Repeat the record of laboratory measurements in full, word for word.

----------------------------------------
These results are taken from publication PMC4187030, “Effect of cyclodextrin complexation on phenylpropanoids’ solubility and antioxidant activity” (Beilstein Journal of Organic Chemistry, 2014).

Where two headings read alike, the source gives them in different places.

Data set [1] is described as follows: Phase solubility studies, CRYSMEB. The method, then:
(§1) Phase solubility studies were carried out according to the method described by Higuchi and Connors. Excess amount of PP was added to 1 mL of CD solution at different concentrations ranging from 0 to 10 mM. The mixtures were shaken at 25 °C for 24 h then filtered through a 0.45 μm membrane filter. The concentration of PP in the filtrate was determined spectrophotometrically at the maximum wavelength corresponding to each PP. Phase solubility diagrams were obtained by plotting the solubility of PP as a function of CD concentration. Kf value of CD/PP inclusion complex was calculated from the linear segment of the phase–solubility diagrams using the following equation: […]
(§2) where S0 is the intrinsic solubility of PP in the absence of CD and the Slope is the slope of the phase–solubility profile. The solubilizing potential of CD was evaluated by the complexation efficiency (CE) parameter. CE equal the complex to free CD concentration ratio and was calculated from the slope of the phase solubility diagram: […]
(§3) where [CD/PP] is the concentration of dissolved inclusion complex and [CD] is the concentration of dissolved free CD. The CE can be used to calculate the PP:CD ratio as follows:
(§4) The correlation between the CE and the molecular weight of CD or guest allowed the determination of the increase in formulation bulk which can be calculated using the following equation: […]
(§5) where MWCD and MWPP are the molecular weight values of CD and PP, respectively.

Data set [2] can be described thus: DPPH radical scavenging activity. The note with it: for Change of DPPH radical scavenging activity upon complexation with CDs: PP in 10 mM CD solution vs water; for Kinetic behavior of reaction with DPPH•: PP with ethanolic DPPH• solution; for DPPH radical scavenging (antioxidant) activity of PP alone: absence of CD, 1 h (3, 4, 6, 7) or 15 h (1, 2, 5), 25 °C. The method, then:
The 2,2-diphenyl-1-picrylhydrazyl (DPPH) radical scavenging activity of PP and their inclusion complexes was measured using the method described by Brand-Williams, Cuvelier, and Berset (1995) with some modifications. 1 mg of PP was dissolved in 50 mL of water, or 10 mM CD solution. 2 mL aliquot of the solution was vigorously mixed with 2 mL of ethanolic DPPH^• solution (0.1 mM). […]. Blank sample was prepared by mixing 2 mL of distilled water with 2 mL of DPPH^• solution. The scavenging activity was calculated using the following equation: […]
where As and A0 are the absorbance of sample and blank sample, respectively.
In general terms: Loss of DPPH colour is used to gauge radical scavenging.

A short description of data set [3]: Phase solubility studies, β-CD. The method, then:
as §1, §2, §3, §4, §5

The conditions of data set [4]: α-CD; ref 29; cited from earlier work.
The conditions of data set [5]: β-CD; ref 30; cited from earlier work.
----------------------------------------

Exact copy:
These results are taken from publication PMC4187030, “Effect of cyclodextrin complexation on phenylpropanoids’ solubility and antioxidant activity” (Beilstein Journal of Organic Chemistry, 2014).

Where two headings read alike, the source gives them in different places.

Data set [1] is described as follows: Phase solubility studies, CRYSMEB. The method, then:
(§1) Phase solubility studies were carried out according to the method described by Higuchi and Connors. Excess amount of PP was added to 1 mL of CD solution at different concentrations ranging from 0 to 10 mM. The mixtures were shaken at 25 °C for 24 h then filtered through a 0.45 μm membrane filter. The concentration of PP in the filtrate was determined spectrophotometrically at the maximum wavelength corresponding to each PP. Phase solubility diagrams were obtained by plotting the solubility of PP as a function of CD concentration. Kf value of CD/PP inclusion complex was calculated from the linear segment of the phase–solubility diagrams using the following equation: […]
(§2) where S0 is the intrinsic solubility of PP in the absence of CD and the Slope is the slope of the phase–solubility profile. The solubilizing potential of CD was evaluated by the complexation efficiency (CE) parameter. CE equal the complex to free CD concentration ratio and was calculated from the slope of the phase solubility diagram: […]
(§3) where [CD/PP] is the concentration of dissolved inclusion complex and [CD] is the concentration of dissolved free CD. The CE can be used to calculate the PP:CD ratio as follows:
(§4) The correlation between the CE and the molecular weight of CD or guest allowed the determination of the increase in formulation bulk which can be calculated using the following equation: […]
(§5) where MWCD and MWPP are the molecular weight values of CD and PP, respectively.

Data set [2] can be described thus: DPPH radical scavenging activity. The note with it: for Change of DPPH radical scavenging activity upon complexation with CDs: PP in 10 mM CD solution vs water; for Kinetic behavior of reaction with DPPH•: PP with ethanolic DPPH• solution; for DPPH radical scavenging (antioxidant) activity of PP alone: absence of CD, 1 h (3, 4, 6, 7) or 15 h (1, 2, 5), 25 °C. The method, then:
The 2,2-diphenyl-1-picrylhydrazyl (DPPH) radical scavenging activity of PP and their inclusion complexes was measured using the method described by Brand-Williams, Cuvelier, and Berset (1995) with some modifications. 1 mg of PP was dissolved in 50 mL of water, or 10 mM CD solution. 2 mL aliquot of the solution was vigorously mixed with 2 mL of ethanolic DPPH^• solution (0.1 mM). […]. Blank sample was prepared by mixing 2 mL of distilled water with 2 mL of DPPH^• solution. The scavenging activity was calculated using the following equation: […]
where As and A0 are the absorbance of sample and blank sample, respectively.
In general terms: Loss of DPPH colour is used to gauge radical scavenging.

A short description of data set [3]: Phase solubility studies, β-CD. The method, then:
as §1, §2, §3, §4, §5

The conditions of data set [4]: α-CD; ref 29; cited from earlier work.
The conditions of data set [5]: β-CD; ref 30; cited from earlier work.